- if you know what your are doing. Sure, anyone can become a small publisher. YOU call the shots. YOU retain the rights to your book. And YOU take home a much higher royalty than you would normally get from a traditional publisher – IF you sell any books… And that’s often the problem.
. Books are Not Sold Automatically
We get emails, often several per day, from writers who have just recently published a book, with the question “what we can do for them.” Well, in almost all cases we have to start with Adam and Eve. And explain to them how exactly (author-) publishing works.
Think and learn first how to publish professionally, so that readers see you as a “real” author. And learn how to establish your platform and how to market your book – before writing it. You would never start building a house with the roof, before even building the foundation, the frame and walls. Why would you then do it in your new publishing profession?
If you would like to get more support in all things publishing, have your book intensively promoted and learn how to navigate social media sites – or to learn how you can make yourself a name as an author through content writing: We offer all this and more for only $179 for three months – or less than $2 per day! Learn more about this customized Online Seminar / Consulting for writers: http://www.111Publishing.com/Seminars Or visit http://www.e-book-pr.com/book-promo/
to advertise your new book, specials, your KDP Select Free Days or the new Kindle Countdown Deals.
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Foreign Rights as well as translations into other languages can be a great way to leverage the value of your manuscript – but don’t expect big numbers right away. Revenue will be an advance and approximately 6 – 10% royalty of the retail price, minus percentage for the agent. It’s also a long-term project as it takes around 18 months until the book is translated and finally available online and in bookstores.
Foreign rights belong to your book’s subsidiary rights. Like other sub-rights, such as audio, movies, book clubs, paperback reprints, electronic rights, foreign rights can be sold and separated from your book’s primary rights – which you totally own anyway as an independent author-publisher.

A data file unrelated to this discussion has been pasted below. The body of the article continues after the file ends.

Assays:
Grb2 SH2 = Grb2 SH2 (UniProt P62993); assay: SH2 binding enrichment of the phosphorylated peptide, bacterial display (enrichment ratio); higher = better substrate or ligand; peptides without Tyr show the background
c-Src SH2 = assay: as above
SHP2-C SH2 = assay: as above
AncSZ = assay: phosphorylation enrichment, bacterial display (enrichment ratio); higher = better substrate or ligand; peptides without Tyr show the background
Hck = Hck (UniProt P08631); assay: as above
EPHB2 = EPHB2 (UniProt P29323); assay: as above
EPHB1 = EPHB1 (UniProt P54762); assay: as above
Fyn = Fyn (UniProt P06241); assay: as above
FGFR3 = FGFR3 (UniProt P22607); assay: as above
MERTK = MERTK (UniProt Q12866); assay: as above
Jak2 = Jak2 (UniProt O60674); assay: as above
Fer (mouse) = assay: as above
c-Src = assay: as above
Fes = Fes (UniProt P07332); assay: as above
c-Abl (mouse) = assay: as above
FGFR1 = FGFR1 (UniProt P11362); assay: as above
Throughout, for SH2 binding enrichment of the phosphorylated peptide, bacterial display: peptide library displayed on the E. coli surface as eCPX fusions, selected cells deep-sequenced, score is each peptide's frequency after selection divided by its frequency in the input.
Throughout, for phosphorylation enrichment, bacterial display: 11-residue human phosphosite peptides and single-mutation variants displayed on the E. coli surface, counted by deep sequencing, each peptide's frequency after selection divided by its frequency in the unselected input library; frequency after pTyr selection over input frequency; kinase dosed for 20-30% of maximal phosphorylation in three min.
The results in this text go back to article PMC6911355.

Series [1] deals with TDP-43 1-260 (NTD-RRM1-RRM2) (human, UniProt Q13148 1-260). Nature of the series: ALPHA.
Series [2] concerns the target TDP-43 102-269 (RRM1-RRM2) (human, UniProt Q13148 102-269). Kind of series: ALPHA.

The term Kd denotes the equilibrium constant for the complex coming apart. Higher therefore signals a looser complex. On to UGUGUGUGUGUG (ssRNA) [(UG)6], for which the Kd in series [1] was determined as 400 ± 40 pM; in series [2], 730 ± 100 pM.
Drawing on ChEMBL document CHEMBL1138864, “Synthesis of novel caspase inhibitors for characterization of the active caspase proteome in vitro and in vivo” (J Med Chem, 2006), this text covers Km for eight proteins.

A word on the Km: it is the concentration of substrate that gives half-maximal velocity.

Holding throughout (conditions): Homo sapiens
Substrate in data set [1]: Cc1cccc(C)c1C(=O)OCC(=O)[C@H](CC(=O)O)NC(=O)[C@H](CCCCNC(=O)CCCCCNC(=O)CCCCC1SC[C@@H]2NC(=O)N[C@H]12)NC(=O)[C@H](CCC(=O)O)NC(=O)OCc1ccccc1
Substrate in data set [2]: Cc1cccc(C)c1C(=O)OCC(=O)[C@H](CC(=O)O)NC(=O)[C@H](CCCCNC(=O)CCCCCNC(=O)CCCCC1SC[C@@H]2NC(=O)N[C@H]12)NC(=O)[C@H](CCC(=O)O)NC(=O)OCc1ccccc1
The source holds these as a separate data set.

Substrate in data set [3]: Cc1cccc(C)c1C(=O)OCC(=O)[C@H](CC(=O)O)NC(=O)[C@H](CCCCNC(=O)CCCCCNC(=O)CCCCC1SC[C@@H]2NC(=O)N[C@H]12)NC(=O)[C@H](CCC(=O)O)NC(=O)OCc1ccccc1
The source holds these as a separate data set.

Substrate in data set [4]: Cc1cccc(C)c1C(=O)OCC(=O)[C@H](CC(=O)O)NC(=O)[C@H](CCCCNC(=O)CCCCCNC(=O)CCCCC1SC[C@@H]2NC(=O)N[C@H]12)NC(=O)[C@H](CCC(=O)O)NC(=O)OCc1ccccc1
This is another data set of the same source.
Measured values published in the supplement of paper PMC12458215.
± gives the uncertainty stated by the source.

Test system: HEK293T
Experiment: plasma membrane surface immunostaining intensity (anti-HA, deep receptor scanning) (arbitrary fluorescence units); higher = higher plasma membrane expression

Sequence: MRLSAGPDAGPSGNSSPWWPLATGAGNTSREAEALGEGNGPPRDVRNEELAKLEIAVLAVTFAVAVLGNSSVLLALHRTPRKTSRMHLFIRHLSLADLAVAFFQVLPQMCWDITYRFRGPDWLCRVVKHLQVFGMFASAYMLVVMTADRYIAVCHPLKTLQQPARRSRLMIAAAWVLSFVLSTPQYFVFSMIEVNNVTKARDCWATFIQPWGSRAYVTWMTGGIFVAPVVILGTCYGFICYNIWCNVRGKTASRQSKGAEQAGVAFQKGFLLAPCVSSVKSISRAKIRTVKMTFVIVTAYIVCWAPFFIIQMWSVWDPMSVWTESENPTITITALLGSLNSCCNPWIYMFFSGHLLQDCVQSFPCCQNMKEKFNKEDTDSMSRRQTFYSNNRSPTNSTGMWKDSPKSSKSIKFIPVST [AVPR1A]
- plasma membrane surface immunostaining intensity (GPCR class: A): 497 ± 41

. Before you sign a contract: Always first contact your national writers’ association for further information and get legal advice from a lawyer who is specialized in copyright. This could save you several thousand dollars – if not more.
. Let’s Start With the Revenue You Can Get from Your Book’s Retail Price: Earning possibilities for your book.
If you sell your book on your own website ca. 90 – 95%
Selling through Amazon, B&N, Kobo, Apple or other online retailers: up to 70%
Selling your manuscripts to a trade publisher, earns a (small) advance and ca. 8 – 10% royalties – but this will be subtracted from the advance and only if you “earn out” your advance, which means the book is really selling well, you receive royalties.
For most authors the advance is all they really earn.
If You Want to Let Your Book Translate in World Languages You can certainly just translate your book and sell it through online retailers worldwide. Most spoken languages beside English (albeit not necessarily e-book readers) are Mandarin, Spanish, Hindi, Arabic, German, Russian, Russian, Portuguese, Bengali, Japanese according to Wikipedia.
Start With Maximizing Your Foreign Presence – For FREE To maximize your presence in overseas Amazon Kindle stores, just set up an Author Central account in each of those country-specific sites where your book is available. As Amazon divided the world in single countries, announce your Countdown Deals, new book launches or Free Kindle KDP Days in several languages: Order at http://www.Fiverr.com a short translation of 10 tweets in Spanish, French, German etc. for $5 / 200 words. The countries with the most usage of eReaders, according due to a survey of Bookboon are USA, UK, Netherlands, Belgium, France, Germany, Austria, Switzerland, Denmark etc.
A good idea would also be to join ALLI
New rights services are growing up online to help authors meet rights buyers directly without having to travel to a book fair and using technology to extend reach. ALLi now has an arrangement with one of these, Pubmatch. Members have access to Putmatch’s premium service through ALLI (usually $79.99) at the deeply discounted rate of $9.99. Pubmatch will facilitate communication, data warehousing and the simplification of rights marketing for publishers, agents, authors and others, making it the go-to place for the international publishing community to find new titles and new talent.
International Book Fairs Do not just turn up at an international book fair, hoping to sell your book. Meetings are arranged well in advance (4-6 months) with acquisitions editors at international publishing houses, to whom new projects are pitched, and new potential publisher customers can be discovered.
Top Publisher for French Foreign Rights